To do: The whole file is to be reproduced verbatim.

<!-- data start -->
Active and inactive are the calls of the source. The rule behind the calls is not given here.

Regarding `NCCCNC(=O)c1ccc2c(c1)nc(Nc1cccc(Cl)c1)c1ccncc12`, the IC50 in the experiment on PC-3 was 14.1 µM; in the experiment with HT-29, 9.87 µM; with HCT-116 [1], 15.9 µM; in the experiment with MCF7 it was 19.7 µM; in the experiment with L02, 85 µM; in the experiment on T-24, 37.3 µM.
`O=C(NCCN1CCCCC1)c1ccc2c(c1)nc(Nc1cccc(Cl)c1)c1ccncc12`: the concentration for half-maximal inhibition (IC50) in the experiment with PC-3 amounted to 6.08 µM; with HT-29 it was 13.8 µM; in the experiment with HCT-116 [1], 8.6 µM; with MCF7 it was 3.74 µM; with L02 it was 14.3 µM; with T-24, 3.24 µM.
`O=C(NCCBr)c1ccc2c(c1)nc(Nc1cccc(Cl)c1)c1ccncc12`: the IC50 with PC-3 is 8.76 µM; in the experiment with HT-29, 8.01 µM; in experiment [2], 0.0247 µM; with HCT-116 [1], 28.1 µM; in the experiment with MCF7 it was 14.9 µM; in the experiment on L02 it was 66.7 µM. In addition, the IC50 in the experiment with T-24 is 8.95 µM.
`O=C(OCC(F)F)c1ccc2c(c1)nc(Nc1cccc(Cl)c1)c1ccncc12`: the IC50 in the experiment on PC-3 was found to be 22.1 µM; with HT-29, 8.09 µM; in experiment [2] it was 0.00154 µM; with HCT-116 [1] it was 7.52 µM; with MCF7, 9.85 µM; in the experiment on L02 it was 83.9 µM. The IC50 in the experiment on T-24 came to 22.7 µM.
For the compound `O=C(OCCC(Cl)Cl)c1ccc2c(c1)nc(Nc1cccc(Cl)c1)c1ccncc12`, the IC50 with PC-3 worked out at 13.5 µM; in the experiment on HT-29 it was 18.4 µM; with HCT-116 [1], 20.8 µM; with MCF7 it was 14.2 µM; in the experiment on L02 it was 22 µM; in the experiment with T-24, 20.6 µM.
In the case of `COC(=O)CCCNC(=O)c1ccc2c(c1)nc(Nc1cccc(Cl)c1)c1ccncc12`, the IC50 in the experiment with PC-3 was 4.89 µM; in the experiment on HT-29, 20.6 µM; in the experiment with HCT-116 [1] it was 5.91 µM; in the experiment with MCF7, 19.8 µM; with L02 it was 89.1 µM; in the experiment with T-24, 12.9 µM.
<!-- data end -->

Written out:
Active and inactive are the calls of the source. The rule behind the calls is not given here.

Regarding `NCCCNC(=O)c1ccc2c(c1)nc(Nc1cccc(Cl)c1)c1ccncc12`, the IC50 in the experiment on PC-3 was 14.1 µM; in the experiment with HT-29, 9.87 µM; with HCT-116 [1], 15.9 µM; in the experiment with MCF7 it was 19.7 µM; in the experiment with L02, 85 µM; in the experiment on T-24, 37.3 µM.
`O=C(NCCN1CCCCC1)c1ccc2c(c1)nc(Nc1cccc(Cl)c1)c1ccncc12`: the concentration for half-maximal inhibition (IC50) in the experiment with PC-3 amounted to 6.08 µM; with HT-29 it was 13.8 µM; in the experiment with HCT-116 [1], 8.6 µM; with MCF7 it was 3.74 µM; with L02 it was 14.3 µM; with T-24, 3.24 µM.
`O=C(NCCBr)c1ccc2c(c1)nc(Nc1cccc(Cl)c1)c1ccncc12`: the IC50 with PC-3 is 8.76 µM; in the experiment with HT-29, 8.01 µM; in experiment [2], 0.0247 µM; with HCT-116 [1], 28.1 µM; in the experiment with MCF7 it was 14.9 µM; in the experiment on L02 it was 66.7 µM. In addition, the IC50 in the experiment with T-24 is 8.95 µM.
`O=C(OCC(F)F)c1ccc2c(c1)nc(Nc1cccc(Cl)c1)c1ccncc12`: the IC50 in the experiment on PC-3 was found to be 22.1 µM; with HT-29, 8.09 µM; in experiment [2] it was 0.00154 µM; with HCT-116 [1] it was 7.52 µM; with MCF7, 9.85 µM; in the experiment on L02 it was 83.9 µM. The IC50 in the experiment on T-24 came to 22.7 µM.
For the compound `O=C(OCCC(Cl)Cl)c1ccc2c(c1)nc(Nc1cccc(Cl)c1)c1ccncc12`, the IC50 with PC-3 worked out at 13.5 µM; in the experiment on HT-29 it was 18.4 µM; with HCT-116 [1], 20.8 µM; with MCF7 it was 14.2 µM; in the experiment on L02 it was 22 µM; in the experiment with T-24, 20.6 µM.
In the case of `COC(=O)CCCNC(=O)c1ccc2c(c1)nc(Nc1cccc(Cl)c1)c1ccncc12`, the IC50 in the experiment with PC-3 was 4.89 µM; in the experiment on HT-29, 20.6 µM; in the experiment with HCT-116 [1] it was 5.91 µM; in the experiment with MCF7, 19.8 µM; with L02 it was 89.1 µM; in the experiment with T-24, 12.9 µM.